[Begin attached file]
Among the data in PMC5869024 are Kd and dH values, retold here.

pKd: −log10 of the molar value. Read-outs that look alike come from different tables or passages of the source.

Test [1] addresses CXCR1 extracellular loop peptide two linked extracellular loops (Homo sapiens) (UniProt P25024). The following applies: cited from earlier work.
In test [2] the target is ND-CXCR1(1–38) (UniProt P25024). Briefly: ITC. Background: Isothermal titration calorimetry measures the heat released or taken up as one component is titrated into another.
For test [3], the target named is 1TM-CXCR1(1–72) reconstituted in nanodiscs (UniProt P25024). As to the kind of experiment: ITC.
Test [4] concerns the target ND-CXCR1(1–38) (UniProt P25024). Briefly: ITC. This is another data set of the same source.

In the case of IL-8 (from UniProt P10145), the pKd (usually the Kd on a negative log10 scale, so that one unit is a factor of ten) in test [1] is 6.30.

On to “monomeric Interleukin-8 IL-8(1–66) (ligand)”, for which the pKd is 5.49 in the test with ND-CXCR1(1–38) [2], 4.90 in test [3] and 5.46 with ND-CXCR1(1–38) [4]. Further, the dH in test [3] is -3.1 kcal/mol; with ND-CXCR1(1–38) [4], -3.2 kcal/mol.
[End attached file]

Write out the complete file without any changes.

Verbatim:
Among the data in PMC5869024 are Kd and dH values, retold here.

pKd: −log10 of the molar value. Read-outs that look alike come from different tables or passages of the source.

Test [1] addresses CXCR1 extracellular loop peptide two linked extracellular loops (Homo sapiens) (UniProt P25024). The following applies: cited from earlier work.
In test [2] the target is ND-CXCR1(1–38) (UniProt P25024). Briefly: ITC. Background: Isothermal titration calorimetry measures the heat released or taken up as one component is titrated into another.
For test [3], the target named is 1TM-CXCR1(1–72) reconstituted in nanodiscs (UniProt P25024). As to the kind of experiment: ITC.
Test [4] concerns the target ND-CXCR1(1–38) (UniProt P25024). Briefly: ITC. This is another data set of the same source.

In the case of IL-8 (from UniProt P10145), the pKd (usually the Kd on a negative log10 scale, so that one unit is a factor of ten) in test [1] is 6.30.

On to “monomeric Interleukin-8 IL-8(1–66) (ligand)”, for which the pKd is 5.49 in the test with ND-CXCR1(1–38) [2], 4.90 in test [3] and 5.46 with ND-CXCR1(1–38) [4]. Further, the dH in test [3] is -3.1 kcal/mol; with ND-CXCR1(1–38) [4], -3.2 kcal/mol.